Ready to Make a Real Fashion Statement? Dress Cruelty-Free

Who knew recycled bottles could look so fine?

Stephen Ferber did.

A legacy menswear designer with an eye for the cutting edge, he partnered with PETA not long ago on a traffic-stopping, all-vegan runway show outside his Stephen F flagship store in New York City. Cotton fabrics and velvet carried the day, but the showpiece was a gorgeous gray suit crafted from WonderFelt, a wool substitute made from—bingo!—repurposed bottles.

The collection, Ferber said, was “all about education and showing the possibilities.”

With teachable moments in mind, then, let’s start with wool. The industry wants us to believe that when sheep are shorn, they’re just getting a harmless haircut. That’s a lie.

When PETA investigated shearing sheds in the U.S. and Australia, workers were seen punching sheep in the face, stomping on their heads and necks, and beating and jabbing them in the face with electric clippers and a hammer. Workers left some to suffer with gaping, bloody wounds; others they stitched up with a needle and thread—and no painkillers.

In China and Mongolia, frightened cashmere goats cried out in pain as their hair was ripped out with sharp metal combs. Those deemed no longer profitable were hit in the head with a hammer and slaughtered. In South Africa, workers roughly handled, mutilated, and slit the throats of angora goats to produce mohair. And on angora farms in China, rabbits’ fur is yanked out every three months for as long as five years.

Leaves you cold, doesn’t it? So will this:

More than a billion animals—most of them cows and calves—are slaughtered every year so the leather industry can turn their skin and hide into jackets and shoes. They are forced to endure extreme crowding and confinement, denied food and water, and subjected to tail-docking, castration, dehorning, and branding. The leather bosses don’t spring for anesthetics, either.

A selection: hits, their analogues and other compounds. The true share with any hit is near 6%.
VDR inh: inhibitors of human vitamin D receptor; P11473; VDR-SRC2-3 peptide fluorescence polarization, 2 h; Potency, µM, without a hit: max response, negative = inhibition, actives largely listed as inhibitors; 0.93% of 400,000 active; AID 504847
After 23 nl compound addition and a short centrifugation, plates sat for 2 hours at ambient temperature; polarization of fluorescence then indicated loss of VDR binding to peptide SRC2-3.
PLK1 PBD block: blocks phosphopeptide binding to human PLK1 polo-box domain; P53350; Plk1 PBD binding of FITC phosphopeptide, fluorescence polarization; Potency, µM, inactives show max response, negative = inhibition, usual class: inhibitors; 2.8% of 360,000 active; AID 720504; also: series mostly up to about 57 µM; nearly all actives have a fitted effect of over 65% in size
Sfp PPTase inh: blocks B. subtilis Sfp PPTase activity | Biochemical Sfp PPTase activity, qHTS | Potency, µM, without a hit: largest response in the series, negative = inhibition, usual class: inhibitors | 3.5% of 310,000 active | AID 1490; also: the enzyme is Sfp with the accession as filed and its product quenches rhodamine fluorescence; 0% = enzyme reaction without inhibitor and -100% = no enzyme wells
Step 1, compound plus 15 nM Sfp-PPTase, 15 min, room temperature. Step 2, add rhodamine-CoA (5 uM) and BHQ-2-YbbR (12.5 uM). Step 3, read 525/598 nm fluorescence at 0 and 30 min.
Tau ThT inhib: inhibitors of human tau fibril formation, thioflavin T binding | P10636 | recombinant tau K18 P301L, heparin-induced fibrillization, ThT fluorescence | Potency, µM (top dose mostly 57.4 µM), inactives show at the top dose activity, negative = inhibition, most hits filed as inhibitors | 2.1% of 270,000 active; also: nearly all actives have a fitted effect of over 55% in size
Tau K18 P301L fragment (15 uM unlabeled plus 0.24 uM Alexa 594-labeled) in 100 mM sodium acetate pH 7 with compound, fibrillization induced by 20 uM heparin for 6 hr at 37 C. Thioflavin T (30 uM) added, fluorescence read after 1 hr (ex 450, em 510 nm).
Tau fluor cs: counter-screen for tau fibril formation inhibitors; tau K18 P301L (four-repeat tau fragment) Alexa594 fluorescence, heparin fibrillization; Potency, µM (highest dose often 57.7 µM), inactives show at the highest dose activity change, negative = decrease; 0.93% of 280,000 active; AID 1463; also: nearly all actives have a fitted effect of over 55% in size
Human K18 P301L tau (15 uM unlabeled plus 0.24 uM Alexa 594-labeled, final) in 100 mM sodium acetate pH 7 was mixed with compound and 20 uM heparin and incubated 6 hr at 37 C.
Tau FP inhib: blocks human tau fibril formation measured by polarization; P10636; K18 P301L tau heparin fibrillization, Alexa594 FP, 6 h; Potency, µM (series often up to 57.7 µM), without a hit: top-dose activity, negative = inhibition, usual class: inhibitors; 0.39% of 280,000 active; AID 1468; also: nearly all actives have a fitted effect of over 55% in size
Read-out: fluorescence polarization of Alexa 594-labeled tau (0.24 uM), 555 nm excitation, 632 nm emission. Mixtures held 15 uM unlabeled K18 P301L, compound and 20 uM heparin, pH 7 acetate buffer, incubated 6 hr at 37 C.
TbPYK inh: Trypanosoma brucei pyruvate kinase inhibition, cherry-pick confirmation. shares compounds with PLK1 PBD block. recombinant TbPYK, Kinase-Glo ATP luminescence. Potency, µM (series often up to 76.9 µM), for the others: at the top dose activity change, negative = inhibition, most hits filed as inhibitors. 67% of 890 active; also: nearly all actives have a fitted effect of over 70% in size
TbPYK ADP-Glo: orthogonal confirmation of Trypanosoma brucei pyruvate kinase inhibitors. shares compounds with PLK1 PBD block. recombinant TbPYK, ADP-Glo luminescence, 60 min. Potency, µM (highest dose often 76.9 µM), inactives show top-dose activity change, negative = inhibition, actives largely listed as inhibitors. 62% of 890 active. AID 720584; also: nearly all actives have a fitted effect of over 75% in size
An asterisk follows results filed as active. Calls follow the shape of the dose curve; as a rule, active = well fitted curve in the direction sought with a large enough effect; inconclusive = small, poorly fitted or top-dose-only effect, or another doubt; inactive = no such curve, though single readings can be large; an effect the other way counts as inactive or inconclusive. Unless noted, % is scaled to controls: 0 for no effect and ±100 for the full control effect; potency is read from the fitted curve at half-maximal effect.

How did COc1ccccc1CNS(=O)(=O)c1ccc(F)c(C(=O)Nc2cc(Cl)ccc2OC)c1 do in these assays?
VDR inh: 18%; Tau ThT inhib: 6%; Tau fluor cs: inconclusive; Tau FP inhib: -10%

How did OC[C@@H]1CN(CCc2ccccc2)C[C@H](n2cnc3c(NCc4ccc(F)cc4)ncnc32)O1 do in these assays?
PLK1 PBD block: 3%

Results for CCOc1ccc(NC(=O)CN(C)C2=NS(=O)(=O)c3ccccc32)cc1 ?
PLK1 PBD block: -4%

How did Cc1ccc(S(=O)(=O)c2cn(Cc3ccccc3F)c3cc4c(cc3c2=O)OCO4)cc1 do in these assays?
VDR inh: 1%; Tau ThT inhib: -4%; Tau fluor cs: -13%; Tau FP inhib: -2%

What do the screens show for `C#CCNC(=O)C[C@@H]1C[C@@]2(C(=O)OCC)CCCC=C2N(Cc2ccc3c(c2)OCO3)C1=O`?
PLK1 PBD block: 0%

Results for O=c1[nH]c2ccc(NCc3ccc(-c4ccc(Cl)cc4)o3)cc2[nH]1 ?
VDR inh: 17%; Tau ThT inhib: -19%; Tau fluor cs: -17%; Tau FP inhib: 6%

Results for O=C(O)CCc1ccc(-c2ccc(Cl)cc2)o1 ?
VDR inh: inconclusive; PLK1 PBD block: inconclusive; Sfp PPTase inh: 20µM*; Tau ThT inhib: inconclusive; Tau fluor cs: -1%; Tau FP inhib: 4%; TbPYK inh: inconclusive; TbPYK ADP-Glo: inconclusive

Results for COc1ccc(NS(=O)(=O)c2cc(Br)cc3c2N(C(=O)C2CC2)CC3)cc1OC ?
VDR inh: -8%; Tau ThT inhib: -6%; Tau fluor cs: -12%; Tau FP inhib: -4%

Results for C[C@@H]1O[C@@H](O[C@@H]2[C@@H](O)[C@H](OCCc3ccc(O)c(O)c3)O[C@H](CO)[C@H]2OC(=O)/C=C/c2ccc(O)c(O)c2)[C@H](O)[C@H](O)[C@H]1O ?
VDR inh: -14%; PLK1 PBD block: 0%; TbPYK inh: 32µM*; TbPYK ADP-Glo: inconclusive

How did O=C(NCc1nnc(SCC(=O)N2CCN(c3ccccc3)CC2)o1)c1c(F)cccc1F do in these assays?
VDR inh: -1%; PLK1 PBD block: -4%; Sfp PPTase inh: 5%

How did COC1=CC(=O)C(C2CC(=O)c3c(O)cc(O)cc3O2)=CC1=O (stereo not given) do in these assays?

But the industry isn’t content with just cows. Leather is also made from the skin of sheep, lambs, goats, and pigs. And wild species, including kangaroos, elephants, and ostriches, are hunted for their skin.

That leather jacket in your closet could also be made out of a dog’s skin. In China, workers were recorded grabbing dogs’ necks with metal pincers and bludgeoning them with a wooden pole. Those in line to be slaughtered were hit so they would move faster. Some were still conscious after their throat was cut and their skin torn off.

Products made from dog leather are shipped worldwide and sold to unsuspecting consumers.

Farmed alligators may be beaten to death with mallets and axes. Sometimes, they’re still conscious after being skinned. Snakes are often nailed to trees and skinned from end to end, in many cases while they’re still alive. Ostriches are restrained and electrically stunned, and their throats are slit. Kangaroos are killed by the millions—orphaned joeys and wounded adults are decapitated or hit over the head to shatter their skulls.

Down producers ravage the bodies of geese and ducks already exploited in the meat and foie gras industries, but often, their throats are cut and they’re dumped into scalding-hot water to remove their larger feathers while they’re still conscious. Their soft chest feathers are also ripped out so violently while they’re still alive that their skin is torn open.

And then there’s Canada Goose, a soulless operation whose jackets are trimmed with coyote fur and stuffed with down. Coyotes are caught in bone-crushing steel traps and can suffer for days before trappers return to bludgeon or shoot them—mothers desperate to get back to their pups even try to chew off their own leg to escape. Geese and ducks are grabbed by the neck, shoved into crates, hauled to the slaughterhouse, and hung upside down before their throats are finally slit.

There’s a kinder way, and recycled bottles are just one of the many possibilities.

You can’t go wrong with organic cotton or linen, but compassionate designers and brands are also using hemp, beech tree fiber, recycled polyester, wood pulp—and even soybeans, seaweed and coconuts—to create looks that have all the cool without the cruel.

Today’s lesson? You are what you wear.


Have you read the original anthology that was the catalyst for The Good Men Project? Buy here: The Good Men Project: Real Stories from the Front Lines of Modern Manhood


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